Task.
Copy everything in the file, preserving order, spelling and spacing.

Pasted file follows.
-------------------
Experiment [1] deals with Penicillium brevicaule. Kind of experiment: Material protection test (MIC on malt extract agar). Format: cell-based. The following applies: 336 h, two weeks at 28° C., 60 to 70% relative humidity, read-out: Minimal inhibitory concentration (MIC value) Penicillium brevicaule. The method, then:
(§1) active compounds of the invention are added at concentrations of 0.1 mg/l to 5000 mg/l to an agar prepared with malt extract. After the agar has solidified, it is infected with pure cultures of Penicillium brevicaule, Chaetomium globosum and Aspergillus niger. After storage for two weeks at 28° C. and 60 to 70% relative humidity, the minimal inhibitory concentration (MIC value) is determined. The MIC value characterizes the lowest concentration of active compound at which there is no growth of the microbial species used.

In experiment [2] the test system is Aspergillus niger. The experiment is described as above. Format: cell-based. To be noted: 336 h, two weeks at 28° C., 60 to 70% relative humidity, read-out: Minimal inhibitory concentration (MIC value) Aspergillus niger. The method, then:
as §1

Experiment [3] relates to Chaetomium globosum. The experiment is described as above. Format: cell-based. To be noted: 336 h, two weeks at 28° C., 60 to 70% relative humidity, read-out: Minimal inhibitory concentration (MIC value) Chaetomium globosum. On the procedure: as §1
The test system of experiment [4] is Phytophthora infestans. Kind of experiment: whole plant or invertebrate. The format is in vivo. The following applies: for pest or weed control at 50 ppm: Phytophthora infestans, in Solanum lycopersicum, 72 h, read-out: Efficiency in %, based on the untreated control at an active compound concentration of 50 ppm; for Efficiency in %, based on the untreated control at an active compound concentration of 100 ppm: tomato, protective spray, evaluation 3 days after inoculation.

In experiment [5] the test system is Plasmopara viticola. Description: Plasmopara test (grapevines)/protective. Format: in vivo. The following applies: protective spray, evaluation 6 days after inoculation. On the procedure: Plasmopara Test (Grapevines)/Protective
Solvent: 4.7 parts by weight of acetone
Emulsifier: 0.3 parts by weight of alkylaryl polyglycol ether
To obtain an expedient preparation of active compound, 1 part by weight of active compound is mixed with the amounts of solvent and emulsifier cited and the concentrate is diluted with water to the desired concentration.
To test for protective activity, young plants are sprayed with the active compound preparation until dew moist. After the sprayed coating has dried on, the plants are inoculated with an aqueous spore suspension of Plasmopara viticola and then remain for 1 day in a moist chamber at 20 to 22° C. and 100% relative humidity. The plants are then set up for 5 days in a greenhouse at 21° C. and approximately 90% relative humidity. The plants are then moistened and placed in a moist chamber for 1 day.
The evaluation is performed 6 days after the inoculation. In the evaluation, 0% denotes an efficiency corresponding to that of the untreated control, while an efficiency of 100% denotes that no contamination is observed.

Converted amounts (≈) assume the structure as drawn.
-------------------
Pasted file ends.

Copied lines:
Experiment [1] deals with Penicillium brevicaule. Kind of experiment: Material protection test (MIC on malt extract agar). Format: cell-based. The following applies: 336 h, two weeks at 28° C., 60 to 70% relative humidity, read-out: Minimal inhibitory concentration (MIC value) Penicillium brevicaule. The method, then:
(§1) active compounds of the invention are added at concentrations of 0.1 mg/l to 5000 mg/l to an agar prepared with malt extract. After the agar has solidified, it is infected with pure cultures of Penicillium brevicaule, Chaetomium globosum and Aspergillus niger. After storage for two weeks at 28° C. and 60 to 70% relative humidity, the minimal inhibitory concentration (MIC value) is determined. The MIC value characterizes the lowest concentration of active compound at which there is no growth of the microbial species used.

In experiment [2] the test system is Aspergillus niger. The experiment is described as above. Format: cell-based. To be noted: 336 h, two weeks at 28° C., 60 to 70% relative humidity, read-out: Minimal inhibitory concentration (MIC value) Aspergillus niger. The method, then:
as §1

Experiment [3] relates to Chaetomium globosum. The experiment is described as above. Format: cell-based. To be noted: 336 h, two weeks at 28° C., 60 to 70% relative humidity, read-out: Minimal inhibitory concentration (MIC value) Chaetomium globosum. On the procedure: as §1
The test system of experiment [4] is Phytophthora infestans. Kind of experiment: whole plant or invertebrate. The format is in vivo. The following applies: for pest or weed control at 50 ppm: Phytophthora infestans, in Solanum lycopersicum, 72 h, read-out: Efficiency in %, based on the untreated control at an active compound concentration of 50 ppm; for Efficiency in %, based on the untreated control at an active compound concentration of 100 ppm: tomato, protective spray, evaluation 3 days after inoculation.

In experiment [5] the test system is Plasmopara viticola. Description: Plasmopara test (grapevines)/protective. Format: in vivo. The following applies: protective spray, evaluation 6 days after inoculation. On the procedure: Plasmopara Test (Grapevines)/Protective
Solvent: 4.7 parts by weight of acetone
Emulsifier: 0.3 parts by weight of alkylaryl polyglycol ether
To obtain an expedient preparation of active compound, 1 part by weight of active compound is mixed with the amounts of solvent and emulsifier cited and the concentrate is diluted with water to the desired concentration.
To test for protective activity, young plants are sprayed with the active compound preparation until dew moist. After the sprayed coating has dried on, the plants are inoculated with an aqueous spore suspension of Plasmopara viticola and then remain for 1 day in a moist chamber at 20 to 22° C. and 100% relative humidity. The plants are then set up for 5 days in a greenhouse at 21° C. and approximately 90% relative humidity. The plants are then moistened and placed in a moist chamber for 1 day.
The evaluation is performed 6 days after the inoculation. In the evaluation, 0% denotes an efficiency corresponding to that of the untreated control, while an efficiency of 100% denotes that no contamination is observed.

Converted amounts (≈) assume the structure as drawn.